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12/30/2005
05:55 PM
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Lesson In Honesty
The IT industry is learning from its customers that honesty and integrity pay off ("Honesty, Integrity, And King Kong's Relevance," Dec. 19/26, p. 16). The downside of not sustaining honesty and integrity is called Sarbanes-Oxley, and now all of industry is paying for the absence of integrity of a few greedy manipulators.

As evidence of the new focus, our little-known nonprofit has attracted 140 IT companies, all of which work in law enforcement and justice. We're funded mostly by federal grants to help state and local agencies find better ways to share information, but our membership is committed to establishing ethical behaviors of companies in this space. We're deeply devoted to the principles of developing partnerships with customers based on honesty and integrity so there's reciprocal respect as a basis for doing business.

Paul Wormeli
Executive Director, Integrated Justice Information Systems Institute,
Ashburn, Va.


Earth-Friendly Pricing
It could make quite a difference in the amount of material being thrown away if we get PCs at as good a price as we can get complete systems ("Obsolete Computers Are Piling Up And The EPA Should Act, GAO Says," Dec. 13). Every geek I know (like me) has a pile of unwanted monitors and printers--new and never-to-be-used. Let's get the sellers to sell us just what we need, and there won't be so much need for recycling.

Chuck Loree Proprietor,
WCL Enterprises,
Modesto, Calif.


Service Call
While Cingular and, I suppose, many others dump big bucks into high-speed data networks, they continue to offer the market very poor cell-phone service ("Broadband Beyond Lattes," Dec. 12, p. 17).

After being with Cingular for a few years, I "upgraded" from TDMA to GSM. What a mistake, and I have no other choice. Dropouts, dropped calls, noisy calls--you name it. Here in the 21st century, we seem to still be in the dark ages.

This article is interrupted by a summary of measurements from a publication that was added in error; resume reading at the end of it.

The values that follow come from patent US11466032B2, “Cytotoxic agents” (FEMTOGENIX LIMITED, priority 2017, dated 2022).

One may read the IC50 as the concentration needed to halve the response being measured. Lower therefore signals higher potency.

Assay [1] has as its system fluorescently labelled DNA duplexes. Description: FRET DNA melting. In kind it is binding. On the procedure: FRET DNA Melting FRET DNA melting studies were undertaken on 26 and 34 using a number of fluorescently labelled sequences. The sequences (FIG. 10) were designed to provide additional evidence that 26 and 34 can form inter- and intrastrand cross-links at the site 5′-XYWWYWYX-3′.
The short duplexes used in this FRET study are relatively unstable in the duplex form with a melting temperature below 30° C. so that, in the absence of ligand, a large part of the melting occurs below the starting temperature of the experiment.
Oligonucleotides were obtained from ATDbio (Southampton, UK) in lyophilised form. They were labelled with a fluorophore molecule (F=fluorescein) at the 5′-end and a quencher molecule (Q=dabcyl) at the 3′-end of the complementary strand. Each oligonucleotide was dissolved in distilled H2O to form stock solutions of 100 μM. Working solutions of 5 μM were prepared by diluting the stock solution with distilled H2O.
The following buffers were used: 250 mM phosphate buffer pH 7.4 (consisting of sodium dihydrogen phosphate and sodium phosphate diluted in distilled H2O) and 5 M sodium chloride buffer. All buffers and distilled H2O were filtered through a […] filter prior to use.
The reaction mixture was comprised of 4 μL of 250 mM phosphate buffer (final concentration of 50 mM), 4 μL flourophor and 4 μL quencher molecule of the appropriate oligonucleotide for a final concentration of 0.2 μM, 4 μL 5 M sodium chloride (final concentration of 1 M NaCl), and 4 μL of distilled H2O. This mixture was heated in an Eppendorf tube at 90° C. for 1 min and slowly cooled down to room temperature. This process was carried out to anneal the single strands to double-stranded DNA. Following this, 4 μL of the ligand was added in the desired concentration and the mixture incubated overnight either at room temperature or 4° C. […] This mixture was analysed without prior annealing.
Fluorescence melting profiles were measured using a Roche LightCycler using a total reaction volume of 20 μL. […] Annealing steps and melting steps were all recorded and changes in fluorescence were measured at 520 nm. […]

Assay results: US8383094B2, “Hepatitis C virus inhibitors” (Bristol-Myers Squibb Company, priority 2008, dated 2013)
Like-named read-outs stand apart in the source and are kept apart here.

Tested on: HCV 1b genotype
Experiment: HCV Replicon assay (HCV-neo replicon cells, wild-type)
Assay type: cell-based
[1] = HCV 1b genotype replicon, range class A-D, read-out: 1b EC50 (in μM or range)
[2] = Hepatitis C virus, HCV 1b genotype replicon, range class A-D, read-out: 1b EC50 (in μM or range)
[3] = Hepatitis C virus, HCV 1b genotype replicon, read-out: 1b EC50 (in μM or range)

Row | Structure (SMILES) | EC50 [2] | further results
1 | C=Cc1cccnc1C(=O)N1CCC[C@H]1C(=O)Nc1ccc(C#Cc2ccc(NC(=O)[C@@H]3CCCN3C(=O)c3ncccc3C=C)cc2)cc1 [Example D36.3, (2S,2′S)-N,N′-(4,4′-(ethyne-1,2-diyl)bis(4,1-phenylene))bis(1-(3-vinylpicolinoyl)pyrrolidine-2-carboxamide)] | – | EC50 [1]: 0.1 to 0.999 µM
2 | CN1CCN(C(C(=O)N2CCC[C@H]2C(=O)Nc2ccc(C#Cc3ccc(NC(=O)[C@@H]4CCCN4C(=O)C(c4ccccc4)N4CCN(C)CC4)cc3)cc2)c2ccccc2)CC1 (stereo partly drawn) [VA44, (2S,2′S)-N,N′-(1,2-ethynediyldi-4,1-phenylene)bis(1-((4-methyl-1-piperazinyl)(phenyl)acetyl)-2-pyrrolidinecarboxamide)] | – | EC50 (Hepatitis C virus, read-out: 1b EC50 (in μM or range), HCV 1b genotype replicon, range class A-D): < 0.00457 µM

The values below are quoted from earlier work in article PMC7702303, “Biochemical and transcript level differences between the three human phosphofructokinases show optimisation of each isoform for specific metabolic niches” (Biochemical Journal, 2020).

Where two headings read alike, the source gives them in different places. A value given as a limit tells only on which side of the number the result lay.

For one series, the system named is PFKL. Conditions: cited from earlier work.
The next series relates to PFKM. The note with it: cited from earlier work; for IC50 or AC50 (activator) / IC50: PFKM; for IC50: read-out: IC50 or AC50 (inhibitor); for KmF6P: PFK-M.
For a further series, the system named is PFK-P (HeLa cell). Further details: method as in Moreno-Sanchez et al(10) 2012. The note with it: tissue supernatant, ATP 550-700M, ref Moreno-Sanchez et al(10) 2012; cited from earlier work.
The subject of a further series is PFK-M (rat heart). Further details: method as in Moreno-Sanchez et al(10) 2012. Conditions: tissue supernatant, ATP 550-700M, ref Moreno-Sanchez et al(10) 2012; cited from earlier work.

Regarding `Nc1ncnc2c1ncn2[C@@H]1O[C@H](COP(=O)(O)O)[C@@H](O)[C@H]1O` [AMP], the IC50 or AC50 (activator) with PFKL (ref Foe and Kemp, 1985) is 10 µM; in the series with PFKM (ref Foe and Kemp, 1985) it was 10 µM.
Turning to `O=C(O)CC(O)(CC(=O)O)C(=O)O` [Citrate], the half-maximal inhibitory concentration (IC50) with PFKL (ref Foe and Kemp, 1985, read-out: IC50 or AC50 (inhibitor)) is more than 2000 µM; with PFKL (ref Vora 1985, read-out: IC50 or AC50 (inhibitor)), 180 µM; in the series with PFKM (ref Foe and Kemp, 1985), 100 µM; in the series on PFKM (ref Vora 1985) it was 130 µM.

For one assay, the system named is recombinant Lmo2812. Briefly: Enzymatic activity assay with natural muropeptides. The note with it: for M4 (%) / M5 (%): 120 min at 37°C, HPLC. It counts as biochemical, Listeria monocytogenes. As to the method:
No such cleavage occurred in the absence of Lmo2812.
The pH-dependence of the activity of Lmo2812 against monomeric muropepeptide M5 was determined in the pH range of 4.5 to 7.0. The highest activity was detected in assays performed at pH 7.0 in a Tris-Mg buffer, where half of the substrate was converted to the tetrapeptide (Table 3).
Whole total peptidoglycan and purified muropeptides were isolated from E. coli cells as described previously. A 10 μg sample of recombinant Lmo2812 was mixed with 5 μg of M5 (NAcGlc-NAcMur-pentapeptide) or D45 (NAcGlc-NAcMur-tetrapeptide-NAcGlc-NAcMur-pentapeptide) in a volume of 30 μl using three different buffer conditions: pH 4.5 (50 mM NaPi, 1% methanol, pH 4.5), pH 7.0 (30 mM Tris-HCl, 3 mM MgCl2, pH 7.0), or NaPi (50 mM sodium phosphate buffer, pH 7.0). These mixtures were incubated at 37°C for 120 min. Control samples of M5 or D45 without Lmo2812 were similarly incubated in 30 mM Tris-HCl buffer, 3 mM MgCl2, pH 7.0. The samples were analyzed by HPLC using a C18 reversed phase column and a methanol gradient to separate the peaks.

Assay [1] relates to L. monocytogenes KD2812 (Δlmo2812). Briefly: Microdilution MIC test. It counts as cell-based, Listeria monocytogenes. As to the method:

Wayne G. Dengel
Sarasota, Fla.


Apple's Hot-Spot
While your article covered most of the high and low points of broadband wireless service, you omitted one shortcoming--Neither Verizon nor Cingular nor Sprint offers a solution for Mac users. To be fair, there are no modem card manufacturers that make Mac-compatible units; Sierra Wireless has cards that work with PowerBooks, but Sierra won't support them or cover them under warranty.

If Apple doesn't see an opportunity to extend its laptop franchise, and wireless carriers don't believe Apple is interested in providing access to its mobile users, PowerBook users will be the most regular residents of Wi-Fi hot-spots for years to come.

Peter Altschuler
VP of Marketing Strategy, Wordsworth & Co.,
Santa Monica, Calif.


Don't Blame Testers
Herb Lovelace offers good advice to those considering acting as guinea pigs for software providers, but I must take issue with one statement: "Let someone else spend the time finding all of the inevitable bugs the testers missed." ("Early Adopters Must Balance Pros And Cons," Dec. 5, p. 86). How about credit where credit is due?

In my experience, most bugs customers discovered were injected into the project-development life cycle when CIOs or other project leaders cut corners, ignored proven quality processes, compressed schedules, and rushed delivery dates in order to collect bonuses.

Derek Peckenpaugh
Programmer/Analyst, Omaha Public Power District,
Omaha, Neb.


Stay Off Bleeding Edge
I've followed the stories on the FBI Case System through the years ("State Of The Union," Nov. 28, p. 40). The failed architecture appeared to be J2EE with Web pages running against Oracle. A little too leading edge as far as I'm concerned, and there are many failures across government to back me up.

There's a reason that Fortune 500 companies run on the AS/400. There's not a thing that was described as a requirement in your article, including all Sarbanes-Oxley, auditing, and security requirements, that we don't already have in place with legacy RPG systems running on the AS/400.

Ralph Daugherty
Jacksonville, Fla.


Every Little Bit Helps
"It's Gender Gap" spurred me to offer a scholarship to women students coming out of high school in Pinellas County who are seeking a computer IT-related field (Nov. 21, p. 75). Mine isn't a large company, but I feel the strain of being a woman in this industry. The scholarship we're offering will be a drop in the bucket. But hopefully the amount we can give will increase as well as incite others to do the same.

Linda McFarland
Owner, Linda Joseph Digital Solutions,
St. Petersburg, Fla.

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